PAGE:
Access to Health Care Critical for Wisconsin Kids
MADISON, Wis. - A new report from the Georgetown Center for Children and Families and the National Council of La Raza shows the Affordable Care Act is working, helping more families get the health care coverage they need.
But it also shows Wisconsin has some work to do in getting the state's Hispanic children covered, according to Sashi Gregory, policy analyst with the Wisconsin Council on Children and Families.
"We do see some gains in access to health care coverage in Hispanic children but health inequities actually remain pervasive in our state," says Gregory. "We just really need to work together to help families learn about coverage options to get their children and themselves insured, and to help close this gap."
While Wisconsin is close to the national average in assuring health care coverage for Hispanic children, there are still nearly 1,400 Hispanic kids in Wisconsin without coverage. The uninsured rate of 9.3 percent for Wisconsin's Hispanic children is more than double the uninsured rate for all children in the state, which the report says is 4.4 percent.
Sonya Schwartz, policy fellow with the Georgetown Center for Children and Families, emphasizes the importance of making kids healthy learners by making sure they have the health care they need.
"Healthy children are healthy learners," says Schwartz. "We have some new research available, and it shows that health coverage for children is linked to better health throughout childhood. It's linked to school success, and it's linked to improved financial security for their families."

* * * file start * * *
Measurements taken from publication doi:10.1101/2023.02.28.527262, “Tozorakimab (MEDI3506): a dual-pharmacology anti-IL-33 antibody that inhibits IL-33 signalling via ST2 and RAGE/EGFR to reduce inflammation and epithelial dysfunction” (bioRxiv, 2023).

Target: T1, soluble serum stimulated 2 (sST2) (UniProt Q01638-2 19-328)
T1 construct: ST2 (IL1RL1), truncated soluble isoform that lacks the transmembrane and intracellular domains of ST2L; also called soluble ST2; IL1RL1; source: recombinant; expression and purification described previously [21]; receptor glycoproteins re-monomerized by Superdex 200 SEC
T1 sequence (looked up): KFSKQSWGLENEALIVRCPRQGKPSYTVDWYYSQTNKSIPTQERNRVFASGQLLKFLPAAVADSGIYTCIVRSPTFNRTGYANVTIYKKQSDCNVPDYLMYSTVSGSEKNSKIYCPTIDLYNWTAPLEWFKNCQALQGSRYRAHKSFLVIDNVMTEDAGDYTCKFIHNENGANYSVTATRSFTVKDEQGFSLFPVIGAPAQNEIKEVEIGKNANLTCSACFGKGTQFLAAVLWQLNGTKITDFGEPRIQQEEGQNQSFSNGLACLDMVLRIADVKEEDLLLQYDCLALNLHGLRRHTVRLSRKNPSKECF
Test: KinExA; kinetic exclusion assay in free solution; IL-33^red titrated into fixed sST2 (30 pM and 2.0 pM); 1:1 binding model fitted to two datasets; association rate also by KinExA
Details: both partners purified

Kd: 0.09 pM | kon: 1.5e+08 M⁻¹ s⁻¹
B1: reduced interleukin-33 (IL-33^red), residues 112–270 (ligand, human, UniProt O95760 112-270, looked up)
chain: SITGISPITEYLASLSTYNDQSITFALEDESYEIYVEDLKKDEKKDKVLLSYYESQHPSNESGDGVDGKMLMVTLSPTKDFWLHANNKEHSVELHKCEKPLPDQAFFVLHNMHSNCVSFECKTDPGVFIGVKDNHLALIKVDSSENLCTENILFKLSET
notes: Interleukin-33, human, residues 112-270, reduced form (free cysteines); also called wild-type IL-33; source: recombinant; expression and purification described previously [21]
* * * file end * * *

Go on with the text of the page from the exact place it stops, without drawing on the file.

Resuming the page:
The report recommends that programs like Medicaid and CHIP be extended to cover all lawfully residing children, and that targeted efforts be made to remove barriers such as language, so Hispanic parents and their children can obtain coverage.
Gregory says while Wisconsin is making strides forward in improving health care access for Hispanic children, the state has a long way to go to catch its neighbors.
"Several Wisconsin neighbors have much lower uninsured rates among Hispanic children," says Gregory. "If you look at Illinois, Iowa, Michigan, they all have rates a little bit below 5 percent and I think this shows that there's still a lot more work that we can actually do here in Wisconsin."
Gregory says by accepting Medicaid expansion dollars, the state would make health insurance more affordable to all Wisconsin families.